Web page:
• Driving under the influence without an injury 
  • Trespassing 
  • Petty theft
  • Driving on a suspended license 
  • Simple assault
  • Leaving an animal unattended in a vehicle causing significant injury
  • Drug possession
  • Vehicle registration fraud 

In certain cases, misdemeanors may be treated as felonies. For example, driving under the influence is usually classified as a misdemeanor, but can become a felony if somebody is killed or if it is not the driver’s first DUI offense.

Infractions

Infractions, often called petty crimes, are crimes for which jail time is not usually a possible sentence. Most infractions are punishable by fines and do not even usually require the offender to go to court. 

Many infractions are violations of local laws or ordinances used as deterrence to disruptive or dangerous behaviors. 

Examples of infractions include:

  • Speed limits in school zones
  • No parking zones
  • Traffic ordinances
  • Anti-noise ordinances 
  • Operating a business with the proper licenses
  • Improperly disposing of trash 

There are instances in which an infraction can rise to the level of a more serious crime. For example, the infraction of running a stop sign may be treated as a misdemeanor if somebody is hurt as a result. 

Other Classifications of Crimes

In addition to the felony/misdemeanor/infraction system, there are also several other ways that crimes can be classified.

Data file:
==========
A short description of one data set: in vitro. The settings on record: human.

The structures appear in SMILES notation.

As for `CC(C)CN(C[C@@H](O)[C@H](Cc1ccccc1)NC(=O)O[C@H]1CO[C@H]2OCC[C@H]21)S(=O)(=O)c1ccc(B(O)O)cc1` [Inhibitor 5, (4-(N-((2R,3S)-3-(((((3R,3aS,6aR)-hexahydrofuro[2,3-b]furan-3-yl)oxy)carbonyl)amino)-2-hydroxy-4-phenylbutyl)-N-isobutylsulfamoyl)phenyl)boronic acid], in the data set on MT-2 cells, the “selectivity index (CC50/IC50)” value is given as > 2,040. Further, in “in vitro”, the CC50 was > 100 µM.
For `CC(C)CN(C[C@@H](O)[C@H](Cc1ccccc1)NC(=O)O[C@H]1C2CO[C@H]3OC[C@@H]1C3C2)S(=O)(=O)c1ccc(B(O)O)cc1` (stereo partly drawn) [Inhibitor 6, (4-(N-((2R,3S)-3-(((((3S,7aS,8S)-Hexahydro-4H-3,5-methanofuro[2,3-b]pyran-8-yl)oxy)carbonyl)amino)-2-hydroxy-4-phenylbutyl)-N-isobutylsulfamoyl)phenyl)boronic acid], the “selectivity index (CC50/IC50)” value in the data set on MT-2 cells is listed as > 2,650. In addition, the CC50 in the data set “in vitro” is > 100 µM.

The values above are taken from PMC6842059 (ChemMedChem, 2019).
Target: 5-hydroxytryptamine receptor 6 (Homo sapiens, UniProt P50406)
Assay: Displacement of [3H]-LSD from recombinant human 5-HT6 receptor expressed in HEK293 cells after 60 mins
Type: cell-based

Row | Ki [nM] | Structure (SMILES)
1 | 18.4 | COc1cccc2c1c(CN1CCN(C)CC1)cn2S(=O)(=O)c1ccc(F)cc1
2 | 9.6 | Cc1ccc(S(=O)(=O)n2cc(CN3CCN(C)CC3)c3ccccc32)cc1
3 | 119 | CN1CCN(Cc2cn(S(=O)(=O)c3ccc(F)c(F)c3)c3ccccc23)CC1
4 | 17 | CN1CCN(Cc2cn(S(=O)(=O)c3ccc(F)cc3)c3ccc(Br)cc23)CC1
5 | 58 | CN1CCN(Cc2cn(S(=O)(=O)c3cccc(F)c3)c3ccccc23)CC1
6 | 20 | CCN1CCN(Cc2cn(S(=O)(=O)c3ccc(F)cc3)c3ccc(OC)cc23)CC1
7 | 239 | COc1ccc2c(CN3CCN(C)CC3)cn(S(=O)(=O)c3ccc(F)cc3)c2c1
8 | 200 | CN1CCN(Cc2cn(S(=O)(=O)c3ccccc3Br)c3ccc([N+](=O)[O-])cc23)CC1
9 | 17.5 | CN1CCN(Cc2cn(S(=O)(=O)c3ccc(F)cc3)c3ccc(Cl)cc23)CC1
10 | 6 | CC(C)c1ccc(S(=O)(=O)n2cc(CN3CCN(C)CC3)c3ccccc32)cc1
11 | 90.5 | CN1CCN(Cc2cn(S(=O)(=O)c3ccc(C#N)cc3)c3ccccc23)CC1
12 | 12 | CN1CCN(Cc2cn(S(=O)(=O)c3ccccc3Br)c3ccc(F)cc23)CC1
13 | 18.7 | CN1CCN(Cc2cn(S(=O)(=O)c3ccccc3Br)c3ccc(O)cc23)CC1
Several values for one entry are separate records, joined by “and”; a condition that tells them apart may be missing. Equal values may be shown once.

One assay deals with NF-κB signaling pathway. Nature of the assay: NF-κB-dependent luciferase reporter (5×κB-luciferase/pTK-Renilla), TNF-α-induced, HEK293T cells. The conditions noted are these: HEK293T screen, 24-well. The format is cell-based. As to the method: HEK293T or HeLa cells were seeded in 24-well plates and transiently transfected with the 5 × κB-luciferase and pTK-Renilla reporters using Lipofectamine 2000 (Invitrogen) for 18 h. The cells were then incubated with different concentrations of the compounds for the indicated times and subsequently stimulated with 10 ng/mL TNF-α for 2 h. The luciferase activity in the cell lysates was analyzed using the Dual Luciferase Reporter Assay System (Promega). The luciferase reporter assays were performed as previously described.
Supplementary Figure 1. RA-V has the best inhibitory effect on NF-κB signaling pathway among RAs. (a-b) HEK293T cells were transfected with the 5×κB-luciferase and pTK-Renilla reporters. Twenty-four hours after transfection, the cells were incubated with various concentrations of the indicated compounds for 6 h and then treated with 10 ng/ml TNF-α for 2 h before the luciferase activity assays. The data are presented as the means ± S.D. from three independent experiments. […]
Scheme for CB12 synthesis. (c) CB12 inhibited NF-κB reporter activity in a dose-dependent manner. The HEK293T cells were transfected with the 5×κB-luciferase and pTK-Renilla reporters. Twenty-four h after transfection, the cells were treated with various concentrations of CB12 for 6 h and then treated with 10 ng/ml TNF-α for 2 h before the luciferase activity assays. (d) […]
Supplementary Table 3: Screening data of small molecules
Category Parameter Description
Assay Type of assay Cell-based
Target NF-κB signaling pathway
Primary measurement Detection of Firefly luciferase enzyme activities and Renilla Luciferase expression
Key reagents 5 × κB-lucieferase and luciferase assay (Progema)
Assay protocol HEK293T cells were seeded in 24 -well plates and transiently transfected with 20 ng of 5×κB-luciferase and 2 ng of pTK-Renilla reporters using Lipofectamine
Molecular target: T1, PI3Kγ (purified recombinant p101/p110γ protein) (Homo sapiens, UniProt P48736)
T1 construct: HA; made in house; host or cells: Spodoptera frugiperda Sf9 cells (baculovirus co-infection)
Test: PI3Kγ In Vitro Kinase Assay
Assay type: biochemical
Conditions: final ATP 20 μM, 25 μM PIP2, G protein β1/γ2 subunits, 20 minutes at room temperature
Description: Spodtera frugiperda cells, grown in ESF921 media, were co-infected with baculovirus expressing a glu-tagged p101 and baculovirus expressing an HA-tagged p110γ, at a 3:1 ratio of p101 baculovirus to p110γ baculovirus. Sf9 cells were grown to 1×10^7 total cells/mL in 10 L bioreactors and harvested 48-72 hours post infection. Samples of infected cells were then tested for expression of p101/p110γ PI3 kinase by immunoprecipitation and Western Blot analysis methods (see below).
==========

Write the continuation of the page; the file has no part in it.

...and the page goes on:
One classification system divides criminal acts into the following five categories:

  • Crimes against a person -  Crimes that result in physical or mental harm to another person including forms of homicide and other violent crimes such as assault, battery, arson, child abuse, domestic abuse, kidnapping, and rape.
  • Crimes against property - Crimes that interfere with the property of another party, resulting in the deprivation of the use or enjoyment of property. This category includes burglary, larceny, robbery, auto theft, and shoplifting.
  • Inchoate crimes - Crimes that were initiated but not completed or acts that assist in the commission of another crime. This category includes aiding and abetting, attempt, and conspiracy.
  • Statutory crimes - Crimes that are prohibited by statute in order to deter individuals from engaging in them. This category includes alcohol-related crimes, drug crimes, traffic offenses, and financial/white collar crimes. 
  • Financial crimes - Also called white collar crimes, these are crimes that involve deception or fraud for financial gain. This category includes fraud, blackmail, embezzlement, money laundering, tax evasion, and cybercrime.

One more system of classification is a system that describes various categories of felonies in particular. These categories include:

  • Violent crimes such as first-degree murder, second-degree murder, and robbery
  • Drug crimes such as distributing, selling, or trafficking drugs
  • Property crimes such as grand theft, arson, and vandalism
  • White collar crimes such as embezzlement, securities fraud, and tax evasion